Home from SAFF – This Year’s Loot!

Cashmere/Silk 50/50 from Lisa Souza Dyeworks

Cashmere/Silk 50/50 from Lisa Souza Dyeworks

The Southeastern Animal Fiber Fair is always a huge experience for me. The fiber! The classes! The huge buildings full of vendors!

This year was no exception. I got lots of fiber: silk and silk blends, pure merino, pure cashmere from Patagonia, and even some cotton!!! I even got a little yarn – a couple of skeins of sock yarn and 4 coordinated colors of merino/silk yarn for a shawl.

I took two classes. The first was Spin for that Project, and unbelievably I was the only student. So I got focused 1 on 1 attention from the instructor, Nancie McCraw. Before class I selected a knitting pattern that I would like to spin yarn for, and we analyzed everything you need to know to spin a comparable yarn so the knitted garment would come out like the pattern writer intended. It was kind of technical, and included things like wool characteristics of different breeds and MATH to figure out how much fiber to get and how to spin and ply it. We also got to go shopping to buy the right fiber and then spin a sample to see if I liked it. Since that was a yes, I went back & got enough for my project plus some for practice as far as getting the twist and diameter right.

The second class was Fractal Frolic with Jillian Moreno. She is famous in the spinning world and the class was great. Fractal spinning is a technique that yields beautiful yarn. I’ve tried it before, but really wanted to learn more about how to pick good colors for it and different ways to do the spinning.  She definitely delivered everything I was hoping for. She even took some time with me on a different question, not related to fractals, that I had about something in her book Yarnitecture.

Last but not least, Nancie recommended a book to me called Spinning for Softness and Speed, by Paula Simmons. This book describes a method of spinning wool that is fast, requires only one hand and produces a soft, perfectly twisted and even yarn. I’m in! I was able to get a copy at SAFF, and after I got home I tried it yesterday with some practice fiber. My goodness, it’s humbling to try something new! The “yarn” I produced looks pretty much like my earliest attempts at spinning 3 years ago! But I will persevere, because for projects that use wool fibers, especially in large quantities, I think this will be a good technique. I’ve ordered two pounds of inexpensive wool to practice on. Practice makes better.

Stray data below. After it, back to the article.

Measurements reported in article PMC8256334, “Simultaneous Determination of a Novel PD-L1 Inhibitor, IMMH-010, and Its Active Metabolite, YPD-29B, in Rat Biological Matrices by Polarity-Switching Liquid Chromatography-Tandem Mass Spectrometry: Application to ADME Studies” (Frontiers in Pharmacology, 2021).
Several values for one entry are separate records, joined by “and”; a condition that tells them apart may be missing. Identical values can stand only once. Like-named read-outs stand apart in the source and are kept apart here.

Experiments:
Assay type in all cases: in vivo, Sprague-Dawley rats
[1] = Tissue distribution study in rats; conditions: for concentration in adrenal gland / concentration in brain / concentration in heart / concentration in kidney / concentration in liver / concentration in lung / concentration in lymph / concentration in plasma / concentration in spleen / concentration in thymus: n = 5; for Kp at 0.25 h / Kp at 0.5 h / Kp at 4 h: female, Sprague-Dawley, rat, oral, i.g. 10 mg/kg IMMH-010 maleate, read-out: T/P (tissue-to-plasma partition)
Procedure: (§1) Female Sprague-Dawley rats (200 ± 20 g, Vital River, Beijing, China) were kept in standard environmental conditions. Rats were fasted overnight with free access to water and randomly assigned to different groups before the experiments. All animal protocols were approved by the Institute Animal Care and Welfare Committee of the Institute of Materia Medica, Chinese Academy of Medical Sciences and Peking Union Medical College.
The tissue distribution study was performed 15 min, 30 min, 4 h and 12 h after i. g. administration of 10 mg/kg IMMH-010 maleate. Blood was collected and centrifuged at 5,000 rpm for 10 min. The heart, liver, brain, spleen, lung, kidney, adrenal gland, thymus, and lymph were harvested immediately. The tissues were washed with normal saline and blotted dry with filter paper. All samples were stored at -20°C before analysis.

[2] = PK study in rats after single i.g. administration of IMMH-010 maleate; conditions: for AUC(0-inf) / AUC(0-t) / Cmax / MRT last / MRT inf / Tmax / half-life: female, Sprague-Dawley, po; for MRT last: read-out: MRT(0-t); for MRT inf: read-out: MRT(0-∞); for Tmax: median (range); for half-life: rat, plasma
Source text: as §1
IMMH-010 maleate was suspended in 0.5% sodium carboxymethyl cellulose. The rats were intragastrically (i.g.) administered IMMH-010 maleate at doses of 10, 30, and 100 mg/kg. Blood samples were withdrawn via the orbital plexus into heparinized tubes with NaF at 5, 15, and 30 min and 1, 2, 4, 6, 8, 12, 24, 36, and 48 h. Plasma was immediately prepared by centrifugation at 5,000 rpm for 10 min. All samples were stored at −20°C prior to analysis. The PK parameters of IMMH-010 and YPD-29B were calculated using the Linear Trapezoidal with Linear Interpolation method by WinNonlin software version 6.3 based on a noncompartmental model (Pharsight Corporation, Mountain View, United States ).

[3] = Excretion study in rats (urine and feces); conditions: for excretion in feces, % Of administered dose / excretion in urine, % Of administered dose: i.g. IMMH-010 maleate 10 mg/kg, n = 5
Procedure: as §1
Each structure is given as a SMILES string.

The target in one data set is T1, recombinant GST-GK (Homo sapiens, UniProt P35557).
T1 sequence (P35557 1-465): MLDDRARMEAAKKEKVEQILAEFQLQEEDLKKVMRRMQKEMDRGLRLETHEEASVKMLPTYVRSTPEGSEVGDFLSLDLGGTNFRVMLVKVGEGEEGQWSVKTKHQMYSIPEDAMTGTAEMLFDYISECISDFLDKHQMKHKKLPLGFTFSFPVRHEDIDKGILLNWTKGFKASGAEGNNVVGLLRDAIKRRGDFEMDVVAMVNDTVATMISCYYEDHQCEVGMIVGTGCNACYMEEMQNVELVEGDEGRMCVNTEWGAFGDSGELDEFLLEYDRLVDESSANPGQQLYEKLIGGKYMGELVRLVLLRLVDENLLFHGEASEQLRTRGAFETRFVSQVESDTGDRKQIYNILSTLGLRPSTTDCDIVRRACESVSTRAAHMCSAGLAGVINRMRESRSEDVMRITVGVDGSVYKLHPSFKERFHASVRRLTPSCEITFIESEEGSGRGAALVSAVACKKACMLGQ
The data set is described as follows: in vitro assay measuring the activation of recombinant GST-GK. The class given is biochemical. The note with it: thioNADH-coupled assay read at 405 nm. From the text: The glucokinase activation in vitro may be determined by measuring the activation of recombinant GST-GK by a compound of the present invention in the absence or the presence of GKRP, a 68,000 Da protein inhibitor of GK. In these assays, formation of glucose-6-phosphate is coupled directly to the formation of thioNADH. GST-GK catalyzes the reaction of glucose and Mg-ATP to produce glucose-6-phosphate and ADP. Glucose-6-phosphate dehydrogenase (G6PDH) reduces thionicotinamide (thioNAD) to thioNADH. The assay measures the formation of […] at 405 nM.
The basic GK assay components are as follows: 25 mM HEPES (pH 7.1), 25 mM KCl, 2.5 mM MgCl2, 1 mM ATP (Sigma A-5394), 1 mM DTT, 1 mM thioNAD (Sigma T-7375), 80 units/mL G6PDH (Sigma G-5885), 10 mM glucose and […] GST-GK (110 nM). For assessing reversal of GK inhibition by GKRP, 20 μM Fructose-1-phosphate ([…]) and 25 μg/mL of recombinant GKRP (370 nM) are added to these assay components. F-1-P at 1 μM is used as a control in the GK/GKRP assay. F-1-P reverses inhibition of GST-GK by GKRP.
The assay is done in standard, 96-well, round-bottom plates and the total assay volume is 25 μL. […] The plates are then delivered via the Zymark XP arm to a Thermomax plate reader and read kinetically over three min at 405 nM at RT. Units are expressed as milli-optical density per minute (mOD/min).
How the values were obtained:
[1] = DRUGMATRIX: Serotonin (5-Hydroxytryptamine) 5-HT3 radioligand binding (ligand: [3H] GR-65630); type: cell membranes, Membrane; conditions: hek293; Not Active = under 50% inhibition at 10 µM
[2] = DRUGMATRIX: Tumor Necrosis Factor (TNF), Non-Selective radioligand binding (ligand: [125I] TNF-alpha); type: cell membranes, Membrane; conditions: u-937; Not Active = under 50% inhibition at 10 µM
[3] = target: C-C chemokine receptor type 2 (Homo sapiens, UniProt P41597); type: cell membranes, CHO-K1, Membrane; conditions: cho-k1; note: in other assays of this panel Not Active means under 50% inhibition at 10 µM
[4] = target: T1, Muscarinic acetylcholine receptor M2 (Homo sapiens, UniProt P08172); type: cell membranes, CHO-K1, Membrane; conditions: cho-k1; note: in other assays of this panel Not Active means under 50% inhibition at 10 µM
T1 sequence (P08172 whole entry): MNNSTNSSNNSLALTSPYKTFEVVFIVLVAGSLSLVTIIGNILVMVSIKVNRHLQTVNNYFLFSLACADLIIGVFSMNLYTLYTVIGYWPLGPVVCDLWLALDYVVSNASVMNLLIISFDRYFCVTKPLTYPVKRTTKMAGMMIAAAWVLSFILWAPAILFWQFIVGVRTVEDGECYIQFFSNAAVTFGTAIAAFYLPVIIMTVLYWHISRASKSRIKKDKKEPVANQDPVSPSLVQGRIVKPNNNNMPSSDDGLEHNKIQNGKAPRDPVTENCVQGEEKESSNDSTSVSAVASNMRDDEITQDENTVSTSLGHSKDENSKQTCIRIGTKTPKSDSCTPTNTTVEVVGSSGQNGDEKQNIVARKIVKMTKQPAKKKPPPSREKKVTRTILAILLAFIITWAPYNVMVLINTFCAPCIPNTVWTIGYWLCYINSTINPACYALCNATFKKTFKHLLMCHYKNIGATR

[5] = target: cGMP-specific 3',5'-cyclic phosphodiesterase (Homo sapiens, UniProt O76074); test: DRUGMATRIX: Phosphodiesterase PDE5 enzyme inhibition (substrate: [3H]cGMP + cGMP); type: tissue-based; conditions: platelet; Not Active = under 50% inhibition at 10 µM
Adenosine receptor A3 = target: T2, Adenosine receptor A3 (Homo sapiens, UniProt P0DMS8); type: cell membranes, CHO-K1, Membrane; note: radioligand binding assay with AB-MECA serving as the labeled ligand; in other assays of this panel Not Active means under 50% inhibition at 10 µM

Here’s the rest of the loot, in addition to the cashmere/silk blend above. I’m including these as a gallery, and I know that doesn’t show up in the newsletter version for some of you. So if you can’t see the pictures and you want to, click the “see the full post” link.

You can click any thumbnail to see the full size photo, and then scroll using the arrows at the sides. ESC to return.

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The Final Batt

I am now spinning the last of the batts I got last year at SAFF. It’s different from other batts that I’ve worked with in that is a single fiber type, merino wool. I was drawn to it because of the lovely colors – red, orange, purple, green, gold – with red and orange being predominant. As you would expect, then, the spun yarn is primarily red/orange with other flecks of color that make it visually interesting and provide depth. It’s very fall-ish, appropriate for the season.

Because it’s a batt, created on a drum carder, the fibers are not all lined up as they are from other prep methods. If you are familiar with merino yarn spun from top (where the fibers are all aligned) you know it’s very smooth and almost not like wool at all. THIS yarn is much fuzzier and has slubs and loft even though I am spinning it using the worsted method. It’s interesting to spin because merino fibers are not very long (compared to other wools) so you have to stay right on top of your drafting. BUT it’s also very “grabby” because of the prep, so it doesn’t slip apart easily.

Because of the fuzziness, I’m interested to see if it feels scratchy against tender skin. I like to test that by taking the yarn and wearing it around my neck for a while. Guaranteed if it’s scratchy that I will feel it there!

Yarn from Merino Batt

Yarn from Merino Batt

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How the Camel/Silk Came Out

I just wanted to post a quick update on the Camel/Silk blend that I wrote about last time. After I soaked it and hung it to dry, it seemed like it was not as soft and drapey as the yak/silk that I had spun. However, once I wound it into its little twisty skein, it softened up and is really quite nice with a lovely silky feel to it. So this is another fiber that I will put on my “yes, please!” list.